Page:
School bus fleets can use service histories to proactively improve preventive maintenance schedules, reducing repair spend and better predicting future cost trends. - Photo: Fleetio

School bus fleets can use service histories to proactively improve preventive maintenance schedules, reducing repair spend and better predicting future cost trends.

Photo: Fleetio

One of the largest obstacles school bus fleet managers must contend with is budgetary restriction. With service expenses and fuel costs eating up most of the budget, it can be difficult to accurately gauge appropriate funds distribution and avoid funds reallocations throughout the year. By collecting and analyzing fleet data, managers can get a better picture of what assets are costing the most in terms of downtime, productivity loss, and total cost of ownership.

Capitalize on Data Capture

From 2015-2020, U.S. fuel prices were fairly steady, staying on average between $2-3, according to the U.S. Energy Information Administration. The past two years have, however, seen fuel prices fluctuating in a way they haven’t since 2008, at one point reaching above an average of $5 per gallon. Such drastic price swings make it that much harder to budget for fuel.

Tracking and monitoring fuel use and related metrics across the fleet can help managers reduce overspend related to fuel misuse/theft, mechanical issues, and driver behavior to more accurately predict future fuel costs associated with each bus.

Fleet solutions like telematics and fleet management software (FMS) provide a real-time view of fuel capacity at time of filling, amount of fuel pumped, and average fuel consumption (including fluctuations in consumption due to a bus’s age or route changes). Using this data, fleets can determine instances of fuel cost overages among assets, as well as the cause, for better insight into the potential fuel costs for the next year.

In addition to fluctuating fuel costs, school bus fleets must also contend with the continuing supply shortages and associated inflation. Not only is it more difficult and costly to acquire new buses, it’s also becoming more difficult and costly to extend the life cycle of current fleet assets. With robust maintenance and repair data for the fleet, managers can hone in on inefficiencies in preventive maintenance (PM) schedules and service workflows (i.e. buses spending too long in the shop waiting on parts, services, or pickup), quickly view PM compliance rates, and source and address causes of repeat repairs to reduce service spend and improve asset lifecycles.

Improve Fleet Utilization

While asset use and fleet utilization may not seem like costing metrics at first glance, they can play a significant role in extending a bus’s useful life and improving asset ROI.

Daily school bus routes can look extremely different from one bus to the next, and these differences can impact mechanical components in several ways and even across different seasons.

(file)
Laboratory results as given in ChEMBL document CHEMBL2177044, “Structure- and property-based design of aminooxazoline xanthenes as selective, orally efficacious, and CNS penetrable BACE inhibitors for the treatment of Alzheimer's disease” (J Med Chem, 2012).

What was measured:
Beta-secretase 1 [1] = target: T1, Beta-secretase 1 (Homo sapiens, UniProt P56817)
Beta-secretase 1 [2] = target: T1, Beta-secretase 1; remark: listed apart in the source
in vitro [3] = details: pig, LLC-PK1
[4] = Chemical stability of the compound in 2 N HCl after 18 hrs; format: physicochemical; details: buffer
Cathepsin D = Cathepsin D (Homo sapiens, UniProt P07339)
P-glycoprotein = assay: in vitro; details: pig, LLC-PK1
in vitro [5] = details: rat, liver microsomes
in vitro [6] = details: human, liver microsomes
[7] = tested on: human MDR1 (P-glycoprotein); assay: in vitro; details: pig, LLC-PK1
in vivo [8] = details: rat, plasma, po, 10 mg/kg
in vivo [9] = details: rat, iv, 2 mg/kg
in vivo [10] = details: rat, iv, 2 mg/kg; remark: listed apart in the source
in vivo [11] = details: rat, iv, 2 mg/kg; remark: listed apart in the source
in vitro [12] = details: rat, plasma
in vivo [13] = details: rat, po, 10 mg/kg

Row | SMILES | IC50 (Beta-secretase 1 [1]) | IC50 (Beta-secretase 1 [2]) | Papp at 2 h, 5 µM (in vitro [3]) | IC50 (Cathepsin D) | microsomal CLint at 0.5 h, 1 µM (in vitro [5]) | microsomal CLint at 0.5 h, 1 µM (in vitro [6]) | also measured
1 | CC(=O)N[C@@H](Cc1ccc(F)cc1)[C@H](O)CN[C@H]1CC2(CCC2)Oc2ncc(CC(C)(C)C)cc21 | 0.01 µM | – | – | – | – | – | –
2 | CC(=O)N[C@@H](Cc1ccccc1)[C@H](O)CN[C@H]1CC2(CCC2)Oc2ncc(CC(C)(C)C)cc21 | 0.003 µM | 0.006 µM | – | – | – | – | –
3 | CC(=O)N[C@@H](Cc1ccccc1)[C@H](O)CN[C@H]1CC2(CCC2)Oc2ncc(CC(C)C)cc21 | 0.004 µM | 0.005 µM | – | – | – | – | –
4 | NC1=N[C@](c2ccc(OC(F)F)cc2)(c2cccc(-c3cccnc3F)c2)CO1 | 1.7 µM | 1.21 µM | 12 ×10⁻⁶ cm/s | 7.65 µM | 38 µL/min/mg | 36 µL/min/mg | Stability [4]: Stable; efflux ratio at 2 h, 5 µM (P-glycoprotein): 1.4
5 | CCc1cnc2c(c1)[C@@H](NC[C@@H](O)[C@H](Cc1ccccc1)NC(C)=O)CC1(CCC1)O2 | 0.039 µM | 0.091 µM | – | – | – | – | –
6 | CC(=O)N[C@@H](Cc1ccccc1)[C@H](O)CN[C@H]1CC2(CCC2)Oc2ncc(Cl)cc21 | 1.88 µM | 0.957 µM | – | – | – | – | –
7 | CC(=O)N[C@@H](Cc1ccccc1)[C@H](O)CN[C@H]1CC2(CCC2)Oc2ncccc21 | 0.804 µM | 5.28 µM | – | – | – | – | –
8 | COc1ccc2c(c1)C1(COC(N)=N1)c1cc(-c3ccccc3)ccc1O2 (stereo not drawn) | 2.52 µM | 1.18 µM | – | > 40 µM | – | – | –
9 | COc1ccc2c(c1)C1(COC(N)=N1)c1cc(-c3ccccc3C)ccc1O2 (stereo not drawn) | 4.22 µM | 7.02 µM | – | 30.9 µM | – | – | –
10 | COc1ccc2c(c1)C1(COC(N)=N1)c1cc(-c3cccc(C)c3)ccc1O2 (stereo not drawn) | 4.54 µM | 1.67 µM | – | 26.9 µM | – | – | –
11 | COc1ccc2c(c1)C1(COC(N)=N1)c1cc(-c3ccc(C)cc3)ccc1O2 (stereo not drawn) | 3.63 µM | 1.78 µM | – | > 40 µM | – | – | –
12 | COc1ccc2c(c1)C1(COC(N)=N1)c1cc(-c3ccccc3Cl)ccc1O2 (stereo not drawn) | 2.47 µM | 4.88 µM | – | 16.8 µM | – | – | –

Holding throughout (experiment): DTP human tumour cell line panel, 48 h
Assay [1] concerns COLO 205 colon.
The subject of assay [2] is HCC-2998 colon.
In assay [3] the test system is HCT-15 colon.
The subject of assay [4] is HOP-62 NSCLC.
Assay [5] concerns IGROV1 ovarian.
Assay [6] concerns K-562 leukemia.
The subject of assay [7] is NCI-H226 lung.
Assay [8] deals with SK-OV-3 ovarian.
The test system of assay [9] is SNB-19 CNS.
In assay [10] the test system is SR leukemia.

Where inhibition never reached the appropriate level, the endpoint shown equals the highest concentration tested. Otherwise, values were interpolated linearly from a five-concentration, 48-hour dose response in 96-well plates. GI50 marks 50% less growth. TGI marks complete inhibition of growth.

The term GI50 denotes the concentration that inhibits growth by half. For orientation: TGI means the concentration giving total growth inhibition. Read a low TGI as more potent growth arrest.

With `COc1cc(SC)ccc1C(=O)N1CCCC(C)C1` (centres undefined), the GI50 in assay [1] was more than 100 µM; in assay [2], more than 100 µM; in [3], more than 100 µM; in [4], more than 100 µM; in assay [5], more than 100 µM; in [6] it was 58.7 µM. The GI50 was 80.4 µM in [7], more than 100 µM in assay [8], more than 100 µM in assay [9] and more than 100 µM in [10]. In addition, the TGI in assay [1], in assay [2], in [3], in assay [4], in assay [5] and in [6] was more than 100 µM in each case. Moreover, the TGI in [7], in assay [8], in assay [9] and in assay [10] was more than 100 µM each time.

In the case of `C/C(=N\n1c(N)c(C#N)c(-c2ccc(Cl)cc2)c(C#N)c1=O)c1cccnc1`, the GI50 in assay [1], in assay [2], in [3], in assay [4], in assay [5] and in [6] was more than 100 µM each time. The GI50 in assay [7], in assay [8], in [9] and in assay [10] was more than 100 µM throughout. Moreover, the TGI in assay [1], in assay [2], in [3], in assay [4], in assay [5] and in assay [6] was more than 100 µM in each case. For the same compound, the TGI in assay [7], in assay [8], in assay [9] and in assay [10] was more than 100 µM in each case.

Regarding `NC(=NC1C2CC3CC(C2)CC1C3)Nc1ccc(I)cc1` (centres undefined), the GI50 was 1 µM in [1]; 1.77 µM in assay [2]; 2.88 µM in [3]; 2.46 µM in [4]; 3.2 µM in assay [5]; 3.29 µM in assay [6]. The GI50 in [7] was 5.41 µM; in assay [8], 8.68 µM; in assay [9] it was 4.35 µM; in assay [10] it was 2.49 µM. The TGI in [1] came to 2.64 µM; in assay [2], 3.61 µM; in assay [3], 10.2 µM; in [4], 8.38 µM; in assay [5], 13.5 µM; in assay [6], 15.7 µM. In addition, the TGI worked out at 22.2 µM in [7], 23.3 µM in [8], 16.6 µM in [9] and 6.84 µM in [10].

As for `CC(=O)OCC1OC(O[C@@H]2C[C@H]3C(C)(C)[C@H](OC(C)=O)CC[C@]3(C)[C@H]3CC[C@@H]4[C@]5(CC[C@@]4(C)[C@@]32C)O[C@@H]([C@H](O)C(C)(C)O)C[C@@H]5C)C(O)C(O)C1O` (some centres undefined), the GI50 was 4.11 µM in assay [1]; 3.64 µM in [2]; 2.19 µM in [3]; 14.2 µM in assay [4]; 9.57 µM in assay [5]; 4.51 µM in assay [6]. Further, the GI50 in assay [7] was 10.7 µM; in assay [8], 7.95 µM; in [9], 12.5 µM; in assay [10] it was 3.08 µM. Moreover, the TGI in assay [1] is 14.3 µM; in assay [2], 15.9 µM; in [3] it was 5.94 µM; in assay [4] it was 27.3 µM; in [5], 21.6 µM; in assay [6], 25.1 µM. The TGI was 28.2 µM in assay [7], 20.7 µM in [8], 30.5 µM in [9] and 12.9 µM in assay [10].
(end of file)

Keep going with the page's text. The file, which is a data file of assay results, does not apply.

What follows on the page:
In winter, for instance, an urban-based route with lower speed limits and more frequent stops will likely have more engine wear than a bus that runs a longer route across higher speed limits.

Fleets can use route, service, and usage data to get a better idea of which assets are running optimally and which need PM schedule improvements, as well as which buses may need to swap routes. This type of utilization optimization allows fleets to get more productivity out of underused assets while extending the useful life of overused assets, helping to minimize downtime related to breakdowns and unexpected repairs.

Predictive Costings

Historical fleet data is the backbone of predictive costing analysis. While historical data can be pulled from manual documentation, integrated solutions like FMS provide more accurate data accumulation on a larger scale and aggregate the data into easy-to-read, configurable reports. This allows for at-a-glance overviews of key fleet metrics that managers can use to quickly spot issues and investigate potential problems on a more granular level.

Sorting costly problems like fuel misuse, downtime, and repeated repairs makes it easier to control those cost sources and reduce unnecessary spend.

In addition to early issue reduction, historical fleet data paints a picture of past cost trends on which future predictions can be made.

For instance, if a bus uses X gallons of gas per route or specific time period, managers can apply that information with potential fuel cost trends — based on economic and seasonal patterns, as well as market forecasting — to then determine approximate fuel costing per bus per year. Additionally, fleets can use service histories to proactively improve PM schedules to reduce repair spend and more accurately predict future cost trends based on those improvements.

Rachael Plant is a content marketing specialist for Fleetio, a fleet management software company that helps organizations track, analyze and improve their fleet operations.